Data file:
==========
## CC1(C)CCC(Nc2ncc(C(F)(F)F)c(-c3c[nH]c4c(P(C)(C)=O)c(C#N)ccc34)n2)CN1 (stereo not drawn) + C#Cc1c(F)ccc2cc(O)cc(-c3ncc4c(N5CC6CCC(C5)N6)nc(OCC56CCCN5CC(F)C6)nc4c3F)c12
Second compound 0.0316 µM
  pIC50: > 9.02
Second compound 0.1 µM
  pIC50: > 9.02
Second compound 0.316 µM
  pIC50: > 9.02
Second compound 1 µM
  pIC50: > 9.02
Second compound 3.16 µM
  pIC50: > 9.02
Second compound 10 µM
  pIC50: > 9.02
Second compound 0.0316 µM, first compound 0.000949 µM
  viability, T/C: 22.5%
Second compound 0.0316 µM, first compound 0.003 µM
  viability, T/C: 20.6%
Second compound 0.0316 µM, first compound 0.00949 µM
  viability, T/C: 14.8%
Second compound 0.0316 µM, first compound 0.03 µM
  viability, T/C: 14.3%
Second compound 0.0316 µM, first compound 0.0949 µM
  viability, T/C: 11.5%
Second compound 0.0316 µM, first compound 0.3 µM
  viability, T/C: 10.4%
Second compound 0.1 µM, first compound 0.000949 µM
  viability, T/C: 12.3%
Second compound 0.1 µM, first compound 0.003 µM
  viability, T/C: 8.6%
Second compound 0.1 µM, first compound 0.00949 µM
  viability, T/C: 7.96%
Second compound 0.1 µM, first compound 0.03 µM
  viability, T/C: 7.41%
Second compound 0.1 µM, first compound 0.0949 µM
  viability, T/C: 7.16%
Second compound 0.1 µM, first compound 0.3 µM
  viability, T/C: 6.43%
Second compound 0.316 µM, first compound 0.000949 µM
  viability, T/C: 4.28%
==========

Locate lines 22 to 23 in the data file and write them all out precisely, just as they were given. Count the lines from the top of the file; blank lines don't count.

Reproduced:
Second compound 0.0316 µM, first compound 0.0949 µM
  viability, T/C: 11.5%